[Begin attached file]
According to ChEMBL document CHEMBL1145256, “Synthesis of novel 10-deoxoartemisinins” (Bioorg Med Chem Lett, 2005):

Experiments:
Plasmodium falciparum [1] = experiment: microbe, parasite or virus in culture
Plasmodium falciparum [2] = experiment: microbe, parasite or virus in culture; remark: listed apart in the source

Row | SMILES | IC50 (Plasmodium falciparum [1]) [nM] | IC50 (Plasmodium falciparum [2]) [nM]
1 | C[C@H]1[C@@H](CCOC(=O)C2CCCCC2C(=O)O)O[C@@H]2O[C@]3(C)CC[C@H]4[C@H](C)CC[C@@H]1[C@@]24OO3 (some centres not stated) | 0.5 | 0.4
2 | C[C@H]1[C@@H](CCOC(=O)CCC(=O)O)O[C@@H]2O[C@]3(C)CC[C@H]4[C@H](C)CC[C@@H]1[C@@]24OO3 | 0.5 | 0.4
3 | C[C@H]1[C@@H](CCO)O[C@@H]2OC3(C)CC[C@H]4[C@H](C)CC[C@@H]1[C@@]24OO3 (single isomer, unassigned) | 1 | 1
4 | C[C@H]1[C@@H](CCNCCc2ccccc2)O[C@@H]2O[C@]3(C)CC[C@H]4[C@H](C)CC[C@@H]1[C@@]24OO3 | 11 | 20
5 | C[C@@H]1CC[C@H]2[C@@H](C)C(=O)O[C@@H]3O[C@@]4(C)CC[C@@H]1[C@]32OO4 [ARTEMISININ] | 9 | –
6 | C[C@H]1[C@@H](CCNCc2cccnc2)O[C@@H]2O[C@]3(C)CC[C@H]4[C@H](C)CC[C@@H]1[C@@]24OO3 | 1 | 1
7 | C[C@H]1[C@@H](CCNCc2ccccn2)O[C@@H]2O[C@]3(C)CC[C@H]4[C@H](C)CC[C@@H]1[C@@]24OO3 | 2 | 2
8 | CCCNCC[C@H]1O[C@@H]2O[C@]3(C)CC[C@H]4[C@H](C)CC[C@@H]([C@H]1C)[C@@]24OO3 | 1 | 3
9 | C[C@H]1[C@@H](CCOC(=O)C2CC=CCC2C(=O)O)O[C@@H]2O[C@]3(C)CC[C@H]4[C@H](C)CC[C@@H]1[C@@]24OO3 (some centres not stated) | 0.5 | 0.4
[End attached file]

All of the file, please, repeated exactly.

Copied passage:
According to ChEMBL document CHEMBL1145256, “Synthesis of novel 10-deoxoartemisinins” (Bioorg Med Chem Lett, 2005):

Experiments:
Plasmodium falciparum [1] = experiment: microbe, parasite or virus in culture
Plasmodium falciparum [2] = experiment: microbe, parasite or virus in culture; remark: listed apart in the source

Row | SMILES | IC50 (Plasmodium falciparum [1]) [nM] | IC50 (Plasmodium falciparum [2]) [nM]
1 | C[C@H]1[C@@H](CCOC(=O)C2CCCCC2C(=O)O)O[C@@H]2O[C@]3(C)CC[C@H]4[C@H](C)CC[C@@H]1[C@@]24OO3 (some centres not stated) | 0.5 | 0.4
2 | C[C@H]1[C@@H](CCOC(=O)CCC(=O)O)O[C@@H]2O[C@]3(C)CC[C@H]4[C@H](C)CC[C@@H]1[C@@]24OO3 | 0.5 | 0.4
3 | C[C@H]1[C@@H](CCO)O[C@@H]2OC3(C)CC[C@H]4[C@H](C)CC[C@@H]1[C@@]24OO3 (single isomer, unassigned) | 1 | 1
4 | C[C@H]1[C@@H](CCNCCc2ccccc2)O[C@@H]2O[C@]3(C)CC[C@H]4[C@H](C)CC[C@@H]1[C@@]24OO3 | 11 | 20
5 | C[C@@H]1CC[C@H]2[C@@H](C)C(=O)O[C@@H]3O[C@@]4(C)CC[C@@H]1[C@]32OO4 [ARTEMISININ] | 9 | –
6 | C[C@H]1[C@@H](CCNCc2cccnc2)O[C@@H]2O[C@]3(C)CC[C@H]4[C@H](C)CC[C@@H]1[C@@]24OO3 | 1 | 1
7 | C[C@H]1[C@@H](CCNCc2ccccn2)O[C@@H]2O[C@]3(C)CC[C@H]4[C@H](C)CC[C@@H]1[C@@]24OO3 | 2 | 2
8 | CCCNCC[C@H]1O[C@@H]2O[C@]3(C)CC[C@H]4[C@H](C)CC[C@@H]([C@H]1C)[C@@]24OO3 | 1 | 3
9 | C[C@H]1[C@@H](CCOC(=O)C2CC=CCC2C(=O)O)O[C@@H]2O[C@]3(C)CC[C@H]4[C@H](C)CC[C@@H]1[C@@]24OO3 (some centres not stated) | 0.5 | 0.4